College degree is no guarantee

A four-year college degree is no guarantee of prosperity, reports the Wall Street Journal. College graduates’ wages “rose well above inflation” for decades but plateaued in 2001. Adjusting for inflation, a college-educated worker earns 1.7% below the 2001 level.

College-educated workers are more plentiful, more commoditized and more subject to the downsizings that used to be the purview of blue-collar workers only. What employers want from workers nowadays is more narrow, more abstract and less easily learned in college.

To be sure, the average American with a college diploma still earns about 75% more than a worker with a high-school diploma and is less likely to be unemployed. Yet while that so-called college premium is up from 40% in 1979, it is little changed from 2001, according to data compiled by Jared Bernstein of the Economic Policy Institute, a liberal Washington think tank.

A small subset of workers with financial skills are earning enormous salaries in finance and corporate law. But most college graduates are finding that a BA or even a BS is not a ticket on the gravy train.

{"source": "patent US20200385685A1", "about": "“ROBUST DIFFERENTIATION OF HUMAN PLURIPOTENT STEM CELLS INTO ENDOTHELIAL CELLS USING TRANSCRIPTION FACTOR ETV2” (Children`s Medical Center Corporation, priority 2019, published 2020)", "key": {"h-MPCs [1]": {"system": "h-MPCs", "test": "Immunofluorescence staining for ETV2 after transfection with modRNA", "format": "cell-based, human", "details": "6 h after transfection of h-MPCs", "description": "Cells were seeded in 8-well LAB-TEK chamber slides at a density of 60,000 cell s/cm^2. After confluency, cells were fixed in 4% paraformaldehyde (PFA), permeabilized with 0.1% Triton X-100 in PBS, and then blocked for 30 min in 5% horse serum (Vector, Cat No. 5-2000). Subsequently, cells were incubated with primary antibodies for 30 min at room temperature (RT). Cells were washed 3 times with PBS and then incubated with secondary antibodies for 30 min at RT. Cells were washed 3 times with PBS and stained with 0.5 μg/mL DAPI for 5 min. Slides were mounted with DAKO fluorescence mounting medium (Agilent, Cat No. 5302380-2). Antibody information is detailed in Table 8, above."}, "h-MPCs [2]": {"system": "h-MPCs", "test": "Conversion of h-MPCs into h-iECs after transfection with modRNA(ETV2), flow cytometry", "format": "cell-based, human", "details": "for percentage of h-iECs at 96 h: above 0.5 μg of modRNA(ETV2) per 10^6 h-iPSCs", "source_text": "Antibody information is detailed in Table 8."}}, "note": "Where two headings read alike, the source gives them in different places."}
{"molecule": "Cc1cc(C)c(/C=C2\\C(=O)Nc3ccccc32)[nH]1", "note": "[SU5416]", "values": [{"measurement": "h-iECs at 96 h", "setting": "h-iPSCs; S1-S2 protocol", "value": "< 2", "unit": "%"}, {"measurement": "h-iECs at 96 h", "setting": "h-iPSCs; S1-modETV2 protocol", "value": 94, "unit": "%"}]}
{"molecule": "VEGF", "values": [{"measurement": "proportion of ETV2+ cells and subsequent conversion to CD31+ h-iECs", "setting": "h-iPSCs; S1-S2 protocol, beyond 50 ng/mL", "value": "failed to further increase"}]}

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  1. Is this because colleges grant meaningless degrees in subjects not needed by employers? Or do the graduates themselves lack basic skills?

    I’ve hired and fired a number of entry level employees in television and film. The ones who don’t work out seem to have no idea as to the basics of work–show up on time, do what they’re instructed to do, pay attention to details, and do basic math, understand the rules of written English, etc. They all want to make movies, but they don’t seem to know how to do the actual work.

    Also, very few–despite degrees in journalism, communication and/or film studies–know anything about current affairs, history before their births, or how to do research that requires more tools than Google and Wikipedia.

  2. Mike Mandel, BusinessWeek’s chief economist, in his 2004 book:

    “For the last 20 years, a college egree has been the rarest of anomalies–a low-risk high-return asset. College grads have enjoyed low-risk work lives, because low unemployment rates mean that they are rarely out of work. and with their wages rising much faster than inflation, returns have been high as well.